Post Syndicated from David Boyne original https://aws.amazon.com/blogs/compute/implementing-an-event-driven-serverless-story-generation-application-with-chatgpt-and-dall-e/
This post demonstrates how to integrate AWS serverless services with artificial intelligence (AI) technologies, ChatGPT, and DALL-E. This full stack event-driven application showcases a method of generating unique bedtime stories for children by using predetermined characters and scenes as a prompt for ChatGPT.
Every night at bedtime, the serverless scheduler triggers the application, initiating an event-driven workflow to create and store new unique AI-generated stories with AI-generated images and supporting audio.
These datasets are used to showcase the story on a custom website built with Next.js hosted with AWS App Runner. After the story is created, a notification is sent to the user containing a URL to view and read the story to the children.
By integrating AWS services with AI technologies, you can now create new and innovative ideas that were previously unimaginable.
The application mentioned in this blog post demonstrates examples of point-to-point messaging with Amazon EventBridge pipes, publish/subscribe patterns with Amazon EventBridge and reacting to change data capture events with DynamoDB Streams.
Understanding the architecture
The following image shows the serverless architecture used to generate stories:
A new children’s story is generated every day at configured time using Amazon EventBridge Scheduler (Step 1). EventBridge Scheduler is a service capable of scaling millions of schedules with over 200 targets and over 6000 API calls. This example application uses EventBridge scheduler to trigger an AWS Lambda function every night at the same time (7:15pm). The Lambda function is triggered to start the generation of the story.
The “Scenes” and “Characters” Amazon DynamoDB tables contain the characters involved in the story and a scene that is randomly selected during its creation. As a result, ChatGPT receives a unique prompt each time. An example of the prompt may look like this:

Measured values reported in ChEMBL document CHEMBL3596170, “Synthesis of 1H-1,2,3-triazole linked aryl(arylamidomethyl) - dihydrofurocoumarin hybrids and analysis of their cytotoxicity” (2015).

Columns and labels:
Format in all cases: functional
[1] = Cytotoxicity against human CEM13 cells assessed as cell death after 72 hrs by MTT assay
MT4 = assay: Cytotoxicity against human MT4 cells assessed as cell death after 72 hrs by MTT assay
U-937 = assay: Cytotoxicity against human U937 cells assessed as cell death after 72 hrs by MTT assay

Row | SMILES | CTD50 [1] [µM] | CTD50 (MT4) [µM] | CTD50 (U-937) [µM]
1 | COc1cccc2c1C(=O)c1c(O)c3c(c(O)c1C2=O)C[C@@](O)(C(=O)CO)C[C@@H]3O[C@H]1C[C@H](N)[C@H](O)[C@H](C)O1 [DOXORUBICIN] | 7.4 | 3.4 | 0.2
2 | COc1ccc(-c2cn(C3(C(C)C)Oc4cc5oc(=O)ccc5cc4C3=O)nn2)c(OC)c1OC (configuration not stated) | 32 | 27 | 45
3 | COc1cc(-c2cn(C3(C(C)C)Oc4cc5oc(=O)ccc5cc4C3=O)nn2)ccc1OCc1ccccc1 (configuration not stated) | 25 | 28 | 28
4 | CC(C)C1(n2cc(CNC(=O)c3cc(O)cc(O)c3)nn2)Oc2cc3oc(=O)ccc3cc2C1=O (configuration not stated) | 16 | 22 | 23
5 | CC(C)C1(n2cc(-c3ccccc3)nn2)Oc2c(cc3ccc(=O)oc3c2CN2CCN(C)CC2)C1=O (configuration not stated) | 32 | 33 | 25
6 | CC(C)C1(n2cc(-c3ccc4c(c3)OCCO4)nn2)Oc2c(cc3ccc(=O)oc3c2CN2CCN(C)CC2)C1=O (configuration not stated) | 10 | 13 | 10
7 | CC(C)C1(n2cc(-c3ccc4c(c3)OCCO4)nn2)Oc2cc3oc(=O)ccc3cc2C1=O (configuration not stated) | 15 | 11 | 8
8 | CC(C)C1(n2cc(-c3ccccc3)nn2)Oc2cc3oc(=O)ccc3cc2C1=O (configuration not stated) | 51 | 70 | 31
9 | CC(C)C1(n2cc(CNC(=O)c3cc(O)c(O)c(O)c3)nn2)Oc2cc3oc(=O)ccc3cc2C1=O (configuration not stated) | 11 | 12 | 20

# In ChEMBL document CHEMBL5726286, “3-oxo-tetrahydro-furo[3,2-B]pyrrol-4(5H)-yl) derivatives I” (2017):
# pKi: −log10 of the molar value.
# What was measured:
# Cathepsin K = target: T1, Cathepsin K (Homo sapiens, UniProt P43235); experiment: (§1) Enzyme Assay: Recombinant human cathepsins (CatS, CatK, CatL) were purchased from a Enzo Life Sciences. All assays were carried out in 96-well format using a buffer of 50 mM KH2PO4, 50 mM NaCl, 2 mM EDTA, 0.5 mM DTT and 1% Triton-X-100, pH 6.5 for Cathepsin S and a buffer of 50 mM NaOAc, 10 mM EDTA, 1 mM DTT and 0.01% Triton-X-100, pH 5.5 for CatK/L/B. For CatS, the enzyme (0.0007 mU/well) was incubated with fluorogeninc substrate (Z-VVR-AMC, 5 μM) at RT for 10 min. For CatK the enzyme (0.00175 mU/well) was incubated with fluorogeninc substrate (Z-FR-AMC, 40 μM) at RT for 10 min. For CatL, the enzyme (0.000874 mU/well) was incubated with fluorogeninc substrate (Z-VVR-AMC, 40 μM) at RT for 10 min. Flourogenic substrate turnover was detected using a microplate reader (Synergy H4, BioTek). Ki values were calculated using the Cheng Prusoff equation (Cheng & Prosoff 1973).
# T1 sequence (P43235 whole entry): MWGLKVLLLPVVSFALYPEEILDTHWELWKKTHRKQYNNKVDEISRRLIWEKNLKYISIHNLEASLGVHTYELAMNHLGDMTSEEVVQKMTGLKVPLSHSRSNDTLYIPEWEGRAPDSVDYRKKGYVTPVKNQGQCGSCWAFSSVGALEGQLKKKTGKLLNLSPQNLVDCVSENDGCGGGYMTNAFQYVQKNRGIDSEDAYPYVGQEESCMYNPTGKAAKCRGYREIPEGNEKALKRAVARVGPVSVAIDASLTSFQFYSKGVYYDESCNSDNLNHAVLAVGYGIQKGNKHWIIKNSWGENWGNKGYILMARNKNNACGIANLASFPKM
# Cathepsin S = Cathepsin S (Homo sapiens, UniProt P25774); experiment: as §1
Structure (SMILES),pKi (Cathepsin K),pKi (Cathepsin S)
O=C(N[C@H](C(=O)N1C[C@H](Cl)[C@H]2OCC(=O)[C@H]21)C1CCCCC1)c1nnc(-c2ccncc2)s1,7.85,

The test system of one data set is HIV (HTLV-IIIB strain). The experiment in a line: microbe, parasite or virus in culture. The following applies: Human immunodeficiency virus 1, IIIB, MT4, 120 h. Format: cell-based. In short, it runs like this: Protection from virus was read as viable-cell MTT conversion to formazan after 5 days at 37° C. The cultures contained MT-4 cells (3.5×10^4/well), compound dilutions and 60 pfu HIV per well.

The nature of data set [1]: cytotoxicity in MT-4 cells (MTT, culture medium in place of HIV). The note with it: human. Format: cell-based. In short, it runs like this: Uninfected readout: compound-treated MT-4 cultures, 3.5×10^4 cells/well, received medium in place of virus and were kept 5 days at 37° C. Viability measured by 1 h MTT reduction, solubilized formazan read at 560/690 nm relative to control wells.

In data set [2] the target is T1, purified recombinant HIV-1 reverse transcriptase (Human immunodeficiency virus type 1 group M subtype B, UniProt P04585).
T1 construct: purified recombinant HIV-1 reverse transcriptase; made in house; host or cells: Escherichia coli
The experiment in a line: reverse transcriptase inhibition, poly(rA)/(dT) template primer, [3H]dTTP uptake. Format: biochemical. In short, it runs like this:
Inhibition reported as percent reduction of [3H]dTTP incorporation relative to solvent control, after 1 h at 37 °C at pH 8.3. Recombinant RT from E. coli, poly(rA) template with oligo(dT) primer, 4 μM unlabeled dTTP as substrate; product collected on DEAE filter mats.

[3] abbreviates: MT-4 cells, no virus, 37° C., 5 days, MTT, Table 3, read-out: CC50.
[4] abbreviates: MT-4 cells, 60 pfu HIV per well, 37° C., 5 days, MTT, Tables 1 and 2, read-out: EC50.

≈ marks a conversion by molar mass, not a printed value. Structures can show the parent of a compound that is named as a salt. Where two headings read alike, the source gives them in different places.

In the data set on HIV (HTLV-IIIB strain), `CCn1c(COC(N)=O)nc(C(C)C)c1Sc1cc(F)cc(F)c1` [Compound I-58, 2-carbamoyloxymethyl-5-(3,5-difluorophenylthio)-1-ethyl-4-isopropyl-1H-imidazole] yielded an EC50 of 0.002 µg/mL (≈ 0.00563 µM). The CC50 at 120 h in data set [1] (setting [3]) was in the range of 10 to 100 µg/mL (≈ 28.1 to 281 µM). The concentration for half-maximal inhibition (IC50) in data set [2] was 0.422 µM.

Write a title and a rhyming story on 2 main characters called Parker and Jackson. The story needs to be set within the scene haunted woods and be at least 200 words long
After the story is created, it is then saved in the “Stories” DynamoDB table (Step 2).
Once the story is created this initiates a change data capture event using DynamoDB Streams (Step 3). This event flows through point-to-point messaging with EventBridge pipes and directly into EventBridge. Input transforms are then used to convert the DynamoDB Stream event into a custom EventBridge event, which downstream consumers can comprehend. Adopting this pattern is beneficial as it allows us to separate contracts from the DynamoDB event schema and not having downstream consumers conform to this schema structure, this mapping allows us to remain decoupled from implementation details.
Upon triggering the StoryCreated event in EventBridge, three targets are triggered to carry out several processes (Step 4). Firstly, AI Images are processed, followed by the creation of audio for the story. Finally, the end user is notified of the completed story through Amazon SNS and email subscriptions. This fan-out pattern enables these tasks to be run asynchronously and in parallel, allowing for faster processing times.
An SNS topic is triggered by the `StoryCreated` event to send an email to the end user using email subscriptions (Step 6). The email consists of a URL with the id of the story that has been created. Clicking on the URL takes the user to the frontend application that is hosted with App Runner.
Amazon Polly is used to generate the audio files for the story (Step 6). Upon triggering the `StoryCreated` event, a Lambda function is triggered, and the story description is used and given to Amazon Polly. Amazon Polly then creates an audio file of the story, which is stored in Amazon S3. A presigned URL is generated and saved in DynamoDB against the created story. This allows the frontend application and browser to retrieve the audio file when the user views the page. The presigned URL has a validity of two days, after which it can no longer be accessed or listened to.
The `StoryCreated` event also triggers another Lambda function, which uses the OpenAI API to generate an AI image using DALL-E based on the generated story (Step 7). Once the image is generated, the image is downloaded and stored in Amazon S3. Similar to the audio file, the system generates a presigned URL for the image and saves it in DynamoDB against the story. The presigned URL is only valid for two days, after which it becomes inaccessible for download or viewing.